House backs resolution urging change in Canada gun laws
JUNEAU (AP) -- The state House has approved a resolution seeking relief via the federal government from a fee to transport firearms through Canada.
Forest Service halts timber operations in Tongass, following ruling
ANCHORAGE (AP) -- The U.S. Forest Service suspended all timber operations in Southeast Alaska's Tongass National Forest Wednesday, in response to a judge's ruling last week that the agency violated federal law when it updated its management plan four years ago.
House loosens travel rules for longevity bonus recipients
JUNEAU (AP) -- Alaskans receiving a longevity bonus will have more flexibility to travel and still receive checks under a bill passed 36-0 Thursday by the state House.
Selawik teens missing
SELAWIK (AP) -- The search was continuing Friday for two missing Selawik teens who disappeared Monday night while on a snowmachine trip from Noorvik to Selawik.
Senate approves bill allowing physicians to collectively negotiate
JUNEAU (AP) -- The state Senate approved legislation Wednesday allowing doctors to collectively negotiate with insurance companies over fees and other matters without running afoul of antitrust laws.
Coast Guard hearing to begin April 14 in Alaska, wind up in Seattle
SEATTLE (AP) -- The Coast Guard panel looking into the sinking of the fishing vessel Arctic Rose and the deaths of its 15 crew members will begin hearings April 24 in Anchorage and then wrap up the proceedings in Seattle, probably in early May, officials said Friday.
Ketchikan to vote on recalling most school board members
KETCHIKAN (AP) -- Petitions to recall five of Ketchikan's School Board members have been certified by Ketchikan Gateway Borough Clerk Susan Bethel. A special recall election must be scheduled by the assembly sometime between May 24 and June 23, Bethel said.
Meteorite disappoints scientists after a year-long study
To scientists' disappointment, a meteorite that fell on a frozen Canadian lake has been found to contain none of the organic ingredients believed necessary to have initiated life on Earth.
Senate approves 'Right to Farm' bill
JUNEAU (AP) -- The state Senate on Wednesday approved legislation shielding farmers from neighbors who complain that their agricultural operation is a nuisance.
Alaska Airlines resumes King Salmon, Dillingham service
ANCHORAGE (AP) -- Alaska Airlines will resume service to King Salmon and Dillingham starting April 14.
Three people seriously injured in small plane crash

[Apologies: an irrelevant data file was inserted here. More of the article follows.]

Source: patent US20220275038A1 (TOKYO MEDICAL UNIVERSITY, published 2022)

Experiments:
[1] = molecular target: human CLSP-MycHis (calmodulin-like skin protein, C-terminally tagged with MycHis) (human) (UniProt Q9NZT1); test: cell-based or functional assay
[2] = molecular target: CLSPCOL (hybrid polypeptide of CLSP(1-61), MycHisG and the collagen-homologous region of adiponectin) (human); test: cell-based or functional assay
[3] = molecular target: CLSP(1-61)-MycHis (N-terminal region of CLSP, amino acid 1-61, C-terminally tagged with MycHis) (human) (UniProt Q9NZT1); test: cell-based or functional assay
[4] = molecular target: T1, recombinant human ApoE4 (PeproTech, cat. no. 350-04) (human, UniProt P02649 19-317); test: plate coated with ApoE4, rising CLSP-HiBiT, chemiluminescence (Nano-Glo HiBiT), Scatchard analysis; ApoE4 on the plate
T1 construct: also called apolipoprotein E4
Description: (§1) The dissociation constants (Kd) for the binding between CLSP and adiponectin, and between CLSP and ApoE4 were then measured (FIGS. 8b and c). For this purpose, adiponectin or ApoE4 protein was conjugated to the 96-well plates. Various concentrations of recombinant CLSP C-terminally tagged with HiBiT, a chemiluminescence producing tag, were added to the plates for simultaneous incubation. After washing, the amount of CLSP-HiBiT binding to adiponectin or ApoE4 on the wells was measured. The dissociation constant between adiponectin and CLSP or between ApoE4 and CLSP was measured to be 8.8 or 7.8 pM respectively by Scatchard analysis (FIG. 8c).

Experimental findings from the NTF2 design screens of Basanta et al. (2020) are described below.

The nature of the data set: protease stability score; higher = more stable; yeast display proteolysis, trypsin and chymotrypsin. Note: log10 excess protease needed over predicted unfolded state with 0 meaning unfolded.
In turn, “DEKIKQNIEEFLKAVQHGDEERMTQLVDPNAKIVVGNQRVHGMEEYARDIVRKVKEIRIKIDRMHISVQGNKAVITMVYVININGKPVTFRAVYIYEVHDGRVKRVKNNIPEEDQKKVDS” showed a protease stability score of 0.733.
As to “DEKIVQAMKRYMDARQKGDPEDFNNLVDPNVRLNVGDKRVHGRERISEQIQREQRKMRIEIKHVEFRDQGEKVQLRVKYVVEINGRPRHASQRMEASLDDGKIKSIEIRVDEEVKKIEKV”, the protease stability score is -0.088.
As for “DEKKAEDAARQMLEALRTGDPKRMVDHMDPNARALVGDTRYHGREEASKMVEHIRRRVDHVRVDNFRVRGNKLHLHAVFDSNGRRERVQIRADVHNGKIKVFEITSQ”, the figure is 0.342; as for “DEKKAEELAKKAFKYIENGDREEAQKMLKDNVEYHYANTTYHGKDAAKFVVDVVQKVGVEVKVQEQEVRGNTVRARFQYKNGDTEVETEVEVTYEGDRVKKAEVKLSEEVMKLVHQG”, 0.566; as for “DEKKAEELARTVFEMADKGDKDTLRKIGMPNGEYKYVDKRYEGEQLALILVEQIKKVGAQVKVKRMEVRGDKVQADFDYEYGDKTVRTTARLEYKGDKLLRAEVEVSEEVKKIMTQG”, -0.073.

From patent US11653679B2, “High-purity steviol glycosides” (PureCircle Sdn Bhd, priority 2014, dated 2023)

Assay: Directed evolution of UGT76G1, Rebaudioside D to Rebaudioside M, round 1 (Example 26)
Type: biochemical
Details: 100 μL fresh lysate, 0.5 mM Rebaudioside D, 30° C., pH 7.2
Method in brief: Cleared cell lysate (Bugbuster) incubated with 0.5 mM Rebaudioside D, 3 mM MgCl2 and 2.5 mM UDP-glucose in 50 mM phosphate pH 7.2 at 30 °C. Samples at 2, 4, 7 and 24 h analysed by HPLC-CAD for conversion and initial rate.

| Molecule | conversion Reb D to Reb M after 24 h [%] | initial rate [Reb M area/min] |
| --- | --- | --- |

BETHEL (AP) -- Seven people were injured, three of them seriously, when a small plane crashed into the tundra west of Bethel, an official said Wednesday.
Territory plans to create permanent fund
WHITEHORSE, Yukon (AP) -- The Yukon will be getting a $42 million windfall from the Canadian government, some of which it plans to deposit into an Alaska-style permanent fund.
State bans jet skies throughout Kachemak Bay
ANCHORAGE (AP) -- The state has banned the use of jet skis throughout Kachemak Bay, effective May 3. It is the largest jet ski ban yet by the State of Alaska.
Biologists drop in -- literally -- on polar bear den
ANCHORAGE, Alaska (AP) -- Imagine lying prone in the snow, staring into the eyes of a polar bear just a few feet away.
Recommendation could bring missile defense tests to Kodiak
KODIAK (AP) -- A recently-retired Pentagon official made a recommendation that could bring some of the national missile defense system test launches to Kodiak's rocket facility.
Plans for Stevens Airport expansion take major step toward approval
ANCHORAGE (AP) -- The Army Corps of Engineers has given Ted Stevens Anchorage International Airport permission to develop 220 acres of wetlands on airport land.
Photo exhibit zeros in on volcanic landscape
KENAI (AP) -- A volcanic landscape so barren and alien that Apollo astronauts once trained for moon walks is captured in Gary Freeburg's exhibit ''Beneath the Surface: Images of Katmai,'' now at the Kenai Visitors and Cultural Center.
Bid to rename airport flies into rough air
ANCHORAGE (AP) -- Two days after former University of Alaska president William Wood's death in late February, Fairbanks legislators announced plans to rename the local airport in his honor. But rising opposition has the name change in a holding pattern.
Cruise ship industry to monitor air quality
JUNEAU (AP) -- A cruise-ship industry group says it plans to spend more than $135,000 to monitor air quality in Southeast Alaska during the next six months.
AHFC, short on cash, stops home buyer program
FAIRBANKS (AP) -- A popular state program that subsidizes loans for first-time home buyers is being put on hold, because the state has less money to help the buyers.
Marrs named to Alaska Railroad board
JUNEAU (AP) -- The head of Cook Inlet Regional Corp. has been named to the Alaska Railroad's board of directors.
Finance Committee tries high-stakes maneuver on abortion funding
JUNEAU (AP) -- The Senate Finance Committee has added language in next year's budget that would kill the entire budget for Department of Health and Social Services if a judge tries to force the state to spend money on abortions.
Governor orders flags lowered for former representative and judge William H. Sanders